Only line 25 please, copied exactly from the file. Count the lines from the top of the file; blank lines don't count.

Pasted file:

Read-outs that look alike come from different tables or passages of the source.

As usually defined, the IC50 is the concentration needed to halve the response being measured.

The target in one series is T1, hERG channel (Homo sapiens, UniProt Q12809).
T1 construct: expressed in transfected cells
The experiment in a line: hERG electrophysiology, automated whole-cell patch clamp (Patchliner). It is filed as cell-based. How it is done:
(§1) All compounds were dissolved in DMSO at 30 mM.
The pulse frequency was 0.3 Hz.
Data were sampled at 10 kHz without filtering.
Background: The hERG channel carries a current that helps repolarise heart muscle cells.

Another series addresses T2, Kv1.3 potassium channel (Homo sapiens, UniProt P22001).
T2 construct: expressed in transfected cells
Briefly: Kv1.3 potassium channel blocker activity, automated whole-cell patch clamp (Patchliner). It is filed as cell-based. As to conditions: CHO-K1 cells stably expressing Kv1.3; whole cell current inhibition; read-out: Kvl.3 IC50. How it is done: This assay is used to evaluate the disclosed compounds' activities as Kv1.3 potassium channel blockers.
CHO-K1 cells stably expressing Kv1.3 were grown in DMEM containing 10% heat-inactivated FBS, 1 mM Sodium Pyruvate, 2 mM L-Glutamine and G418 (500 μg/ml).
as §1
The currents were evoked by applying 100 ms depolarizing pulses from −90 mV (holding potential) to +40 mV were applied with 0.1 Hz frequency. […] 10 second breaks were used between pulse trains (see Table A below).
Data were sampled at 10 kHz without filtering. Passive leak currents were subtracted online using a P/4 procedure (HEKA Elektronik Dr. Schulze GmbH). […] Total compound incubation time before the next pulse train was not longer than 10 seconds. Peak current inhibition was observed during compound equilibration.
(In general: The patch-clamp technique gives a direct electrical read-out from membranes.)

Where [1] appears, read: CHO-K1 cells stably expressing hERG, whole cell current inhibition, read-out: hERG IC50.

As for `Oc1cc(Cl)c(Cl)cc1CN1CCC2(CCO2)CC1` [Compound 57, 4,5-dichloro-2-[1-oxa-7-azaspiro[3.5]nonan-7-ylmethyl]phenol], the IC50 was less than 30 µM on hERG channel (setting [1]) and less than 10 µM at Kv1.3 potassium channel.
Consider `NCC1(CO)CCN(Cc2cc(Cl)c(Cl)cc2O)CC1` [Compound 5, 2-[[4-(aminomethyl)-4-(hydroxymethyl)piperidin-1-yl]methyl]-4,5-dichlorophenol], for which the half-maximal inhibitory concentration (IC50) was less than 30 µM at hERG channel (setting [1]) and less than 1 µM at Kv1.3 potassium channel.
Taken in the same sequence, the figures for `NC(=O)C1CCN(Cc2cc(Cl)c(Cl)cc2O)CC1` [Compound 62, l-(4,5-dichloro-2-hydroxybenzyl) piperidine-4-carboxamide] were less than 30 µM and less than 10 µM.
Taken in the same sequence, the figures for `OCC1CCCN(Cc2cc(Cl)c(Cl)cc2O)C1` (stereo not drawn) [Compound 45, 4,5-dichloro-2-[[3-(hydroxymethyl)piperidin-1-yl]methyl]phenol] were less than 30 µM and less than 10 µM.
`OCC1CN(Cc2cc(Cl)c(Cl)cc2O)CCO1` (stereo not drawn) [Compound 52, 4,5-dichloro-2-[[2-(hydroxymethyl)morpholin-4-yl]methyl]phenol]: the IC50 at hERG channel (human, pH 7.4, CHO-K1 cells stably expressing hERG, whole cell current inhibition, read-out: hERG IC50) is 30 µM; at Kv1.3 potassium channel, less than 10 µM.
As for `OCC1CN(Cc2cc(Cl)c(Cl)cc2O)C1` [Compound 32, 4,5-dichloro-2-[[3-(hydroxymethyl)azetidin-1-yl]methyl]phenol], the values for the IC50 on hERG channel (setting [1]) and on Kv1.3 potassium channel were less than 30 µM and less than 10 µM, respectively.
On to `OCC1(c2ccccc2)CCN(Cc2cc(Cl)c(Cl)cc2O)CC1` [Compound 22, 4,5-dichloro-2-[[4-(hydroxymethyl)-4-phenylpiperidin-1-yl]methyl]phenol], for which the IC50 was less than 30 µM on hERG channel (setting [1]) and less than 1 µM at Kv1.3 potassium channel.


On to `OCC1(c2ccccc2)CCN(Cc2cc(Cl)c(Cl)cc2O)CC1` [Compound 22, 4,5-dichloro-2-[[4-(hydroxymethyl)-4-phenylpiperidin-1-yl]methyl]phenol], for which the IC50 was less than 30 µM on hERG channel (setting [1]) and less than 1 µM at Kv1.3 potassium channel.